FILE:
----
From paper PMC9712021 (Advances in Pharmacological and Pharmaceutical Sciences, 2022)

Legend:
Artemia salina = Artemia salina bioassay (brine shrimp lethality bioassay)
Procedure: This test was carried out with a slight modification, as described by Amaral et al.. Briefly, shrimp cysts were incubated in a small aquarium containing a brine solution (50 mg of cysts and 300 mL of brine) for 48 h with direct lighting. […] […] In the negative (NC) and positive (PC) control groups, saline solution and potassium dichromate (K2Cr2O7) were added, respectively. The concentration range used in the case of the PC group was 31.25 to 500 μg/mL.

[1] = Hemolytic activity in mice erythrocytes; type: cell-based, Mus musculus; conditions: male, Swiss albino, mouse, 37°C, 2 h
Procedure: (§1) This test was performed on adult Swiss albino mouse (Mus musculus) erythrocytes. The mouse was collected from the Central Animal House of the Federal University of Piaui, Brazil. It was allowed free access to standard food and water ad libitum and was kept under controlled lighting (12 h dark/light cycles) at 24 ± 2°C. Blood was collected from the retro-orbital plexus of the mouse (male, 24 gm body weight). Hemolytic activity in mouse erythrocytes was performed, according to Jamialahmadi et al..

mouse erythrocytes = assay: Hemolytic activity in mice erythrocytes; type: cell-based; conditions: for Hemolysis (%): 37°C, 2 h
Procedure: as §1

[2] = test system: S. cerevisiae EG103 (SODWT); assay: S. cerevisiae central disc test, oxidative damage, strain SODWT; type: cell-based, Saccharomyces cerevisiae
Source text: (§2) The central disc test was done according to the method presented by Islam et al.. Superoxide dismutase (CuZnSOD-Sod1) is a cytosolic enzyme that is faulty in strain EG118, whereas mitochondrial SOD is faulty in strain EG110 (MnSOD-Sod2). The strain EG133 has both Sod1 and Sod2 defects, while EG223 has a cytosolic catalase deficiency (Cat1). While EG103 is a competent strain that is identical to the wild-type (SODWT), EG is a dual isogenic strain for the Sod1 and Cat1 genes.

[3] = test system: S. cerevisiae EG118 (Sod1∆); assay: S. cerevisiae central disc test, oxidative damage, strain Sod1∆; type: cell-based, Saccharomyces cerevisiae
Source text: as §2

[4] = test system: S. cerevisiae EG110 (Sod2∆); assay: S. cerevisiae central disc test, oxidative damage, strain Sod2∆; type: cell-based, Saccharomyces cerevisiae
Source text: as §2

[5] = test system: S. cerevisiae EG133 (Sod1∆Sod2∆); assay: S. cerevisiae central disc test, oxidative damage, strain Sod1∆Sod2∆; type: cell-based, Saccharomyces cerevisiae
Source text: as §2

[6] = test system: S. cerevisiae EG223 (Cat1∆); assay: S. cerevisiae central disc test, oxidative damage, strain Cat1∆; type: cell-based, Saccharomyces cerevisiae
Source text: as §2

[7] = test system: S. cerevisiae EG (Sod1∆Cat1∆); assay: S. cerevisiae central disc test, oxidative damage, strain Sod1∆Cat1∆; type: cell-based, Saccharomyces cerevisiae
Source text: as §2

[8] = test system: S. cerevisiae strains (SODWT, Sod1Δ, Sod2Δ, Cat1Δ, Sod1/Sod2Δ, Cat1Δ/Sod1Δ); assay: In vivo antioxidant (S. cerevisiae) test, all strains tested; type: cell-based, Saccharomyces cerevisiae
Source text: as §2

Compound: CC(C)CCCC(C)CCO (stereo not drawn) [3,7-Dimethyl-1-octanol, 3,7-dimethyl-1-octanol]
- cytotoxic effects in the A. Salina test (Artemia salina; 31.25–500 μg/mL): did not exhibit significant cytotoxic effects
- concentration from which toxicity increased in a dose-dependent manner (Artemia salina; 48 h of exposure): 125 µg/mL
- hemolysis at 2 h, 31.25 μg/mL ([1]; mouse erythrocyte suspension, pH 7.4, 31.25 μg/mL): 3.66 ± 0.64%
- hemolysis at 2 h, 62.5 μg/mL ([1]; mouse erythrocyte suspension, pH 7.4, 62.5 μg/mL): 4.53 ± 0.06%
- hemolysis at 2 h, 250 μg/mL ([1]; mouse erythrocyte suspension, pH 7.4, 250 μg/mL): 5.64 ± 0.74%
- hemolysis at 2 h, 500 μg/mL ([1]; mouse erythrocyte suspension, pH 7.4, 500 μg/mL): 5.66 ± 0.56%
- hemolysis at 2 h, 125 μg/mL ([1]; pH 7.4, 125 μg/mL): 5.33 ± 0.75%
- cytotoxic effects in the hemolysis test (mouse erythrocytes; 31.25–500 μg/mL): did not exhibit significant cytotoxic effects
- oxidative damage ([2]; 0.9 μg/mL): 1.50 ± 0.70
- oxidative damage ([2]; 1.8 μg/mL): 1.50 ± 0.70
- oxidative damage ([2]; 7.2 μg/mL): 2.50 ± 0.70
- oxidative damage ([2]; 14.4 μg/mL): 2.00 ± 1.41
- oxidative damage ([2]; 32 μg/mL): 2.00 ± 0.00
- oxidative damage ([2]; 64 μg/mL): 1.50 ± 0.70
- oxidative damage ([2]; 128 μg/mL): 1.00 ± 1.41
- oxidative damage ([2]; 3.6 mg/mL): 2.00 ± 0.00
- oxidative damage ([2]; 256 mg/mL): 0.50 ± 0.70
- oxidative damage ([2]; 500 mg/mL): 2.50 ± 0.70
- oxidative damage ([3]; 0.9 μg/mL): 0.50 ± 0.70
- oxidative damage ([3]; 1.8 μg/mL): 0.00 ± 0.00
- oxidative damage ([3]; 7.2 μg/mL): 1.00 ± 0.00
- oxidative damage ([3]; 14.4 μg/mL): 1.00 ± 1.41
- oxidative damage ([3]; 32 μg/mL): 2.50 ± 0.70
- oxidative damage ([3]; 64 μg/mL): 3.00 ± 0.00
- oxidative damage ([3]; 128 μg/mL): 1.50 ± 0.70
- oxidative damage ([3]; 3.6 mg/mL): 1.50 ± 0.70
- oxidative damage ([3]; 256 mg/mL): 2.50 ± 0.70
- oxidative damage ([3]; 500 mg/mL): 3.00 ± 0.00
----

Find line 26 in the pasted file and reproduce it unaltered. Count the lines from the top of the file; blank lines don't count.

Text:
- hemolysis at 2 h, 31.25 μg/mL ([1]; mouse erythrocyte suspension, pH 7.4, 31.25 μg/mL): 3.66 ± 0.64%